— Charles Sanders Peirce American philosopher, logician, mathematician, and scientist 1839 - 1914
A Neglected Argument for the Reality of God (1908)
Kontext: An "Argument" is any process of thought reasonably tending to produce a definite belief. An "Argumentation" is an Argument proceeding upon definitely formulated premisses.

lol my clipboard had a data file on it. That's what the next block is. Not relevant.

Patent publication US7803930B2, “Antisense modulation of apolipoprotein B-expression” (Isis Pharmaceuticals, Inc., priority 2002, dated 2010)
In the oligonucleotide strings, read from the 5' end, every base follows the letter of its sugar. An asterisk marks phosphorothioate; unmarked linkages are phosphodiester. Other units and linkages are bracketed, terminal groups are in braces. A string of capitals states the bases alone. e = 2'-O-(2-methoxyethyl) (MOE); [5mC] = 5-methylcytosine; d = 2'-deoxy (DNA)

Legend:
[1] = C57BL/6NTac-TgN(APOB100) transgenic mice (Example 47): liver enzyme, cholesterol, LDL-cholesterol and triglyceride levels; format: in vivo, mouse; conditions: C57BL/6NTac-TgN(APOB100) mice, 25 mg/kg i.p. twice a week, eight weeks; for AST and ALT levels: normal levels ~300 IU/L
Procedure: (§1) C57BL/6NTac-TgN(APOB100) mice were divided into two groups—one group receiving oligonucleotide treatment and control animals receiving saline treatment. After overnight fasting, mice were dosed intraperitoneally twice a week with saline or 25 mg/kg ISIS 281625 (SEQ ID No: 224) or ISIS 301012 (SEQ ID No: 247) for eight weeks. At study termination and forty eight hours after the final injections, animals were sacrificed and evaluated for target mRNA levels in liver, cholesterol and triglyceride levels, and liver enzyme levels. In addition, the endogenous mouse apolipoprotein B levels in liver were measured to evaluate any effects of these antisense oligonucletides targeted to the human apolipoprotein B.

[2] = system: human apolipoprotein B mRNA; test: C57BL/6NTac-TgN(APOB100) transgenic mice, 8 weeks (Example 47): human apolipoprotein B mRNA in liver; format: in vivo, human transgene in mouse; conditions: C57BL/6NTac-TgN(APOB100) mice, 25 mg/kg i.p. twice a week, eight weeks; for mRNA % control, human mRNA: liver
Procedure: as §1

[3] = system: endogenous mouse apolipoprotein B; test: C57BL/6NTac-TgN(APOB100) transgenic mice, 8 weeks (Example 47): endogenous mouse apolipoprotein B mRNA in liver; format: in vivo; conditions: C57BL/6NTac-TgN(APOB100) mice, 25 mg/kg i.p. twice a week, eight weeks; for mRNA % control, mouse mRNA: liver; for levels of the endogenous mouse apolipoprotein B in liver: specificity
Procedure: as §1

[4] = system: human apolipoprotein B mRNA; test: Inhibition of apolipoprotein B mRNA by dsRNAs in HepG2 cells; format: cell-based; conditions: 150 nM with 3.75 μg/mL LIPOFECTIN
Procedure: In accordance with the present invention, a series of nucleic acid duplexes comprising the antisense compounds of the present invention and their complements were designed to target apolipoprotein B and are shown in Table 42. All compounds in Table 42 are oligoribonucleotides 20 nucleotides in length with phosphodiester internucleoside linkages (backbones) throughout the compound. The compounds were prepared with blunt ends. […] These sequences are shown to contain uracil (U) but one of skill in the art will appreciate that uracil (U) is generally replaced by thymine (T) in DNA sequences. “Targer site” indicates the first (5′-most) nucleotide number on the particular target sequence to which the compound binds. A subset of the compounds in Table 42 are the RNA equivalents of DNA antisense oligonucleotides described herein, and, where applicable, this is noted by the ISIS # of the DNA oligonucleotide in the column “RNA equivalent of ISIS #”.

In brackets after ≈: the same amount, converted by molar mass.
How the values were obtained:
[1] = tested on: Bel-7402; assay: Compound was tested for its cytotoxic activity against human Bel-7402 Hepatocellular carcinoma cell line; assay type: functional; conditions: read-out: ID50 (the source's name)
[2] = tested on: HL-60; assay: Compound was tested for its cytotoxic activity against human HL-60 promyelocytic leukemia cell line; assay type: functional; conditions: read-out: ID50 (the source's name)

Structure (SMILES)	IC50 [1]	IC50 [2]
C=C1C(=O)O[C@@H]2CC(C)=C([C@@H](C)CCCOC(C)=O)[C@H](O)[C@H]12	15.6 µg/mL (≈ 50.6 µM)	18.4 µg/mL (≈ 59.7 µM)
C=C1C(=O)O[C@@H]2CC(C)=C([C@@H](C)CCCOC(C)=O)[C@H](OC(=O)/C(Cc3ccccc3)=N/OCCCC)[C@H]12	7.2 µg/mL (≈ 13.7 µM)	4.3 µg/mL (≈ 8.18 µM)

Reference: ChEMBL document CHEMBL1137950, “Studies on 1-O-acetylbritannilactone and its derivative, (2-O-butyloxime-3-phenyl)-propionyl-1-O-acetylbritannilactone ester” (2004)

If God Really be, and be benign, then, in view of the generally conceded truth that religion, were it but proved, would be a good outweighing all others, we should naturally expect that there would be some Argument for His Reality that should be obvious to all minds, high and low alike, that should earnestly strive to find the truth of the matter; and further, that this Argument should present its conclusion, not as a proposition of metaphysical theology, but in a form directly applicable to the conduct of life, and full of nutrition for man's highest growth. What I shall refer to as the N. A. — the Neglected Argument — seems to me best to fulfil this condition, and I should not wonder if the majority of those whose own reflections have harvested belief in God must bless the radiance of the N. A. for that wealth. Its persuasiveness is no less than extraordinary; while it is not unknown to anybody. Nevertheless, of all those theologians (within my little range of reading) who, with commendable assiduity, scrape together all the sound reasons they can find or concoct to prove the first proposition of theology, few mention this one, and they most briefly. They probably share those current notions of logic which recognise no other Arguments than Argumentations.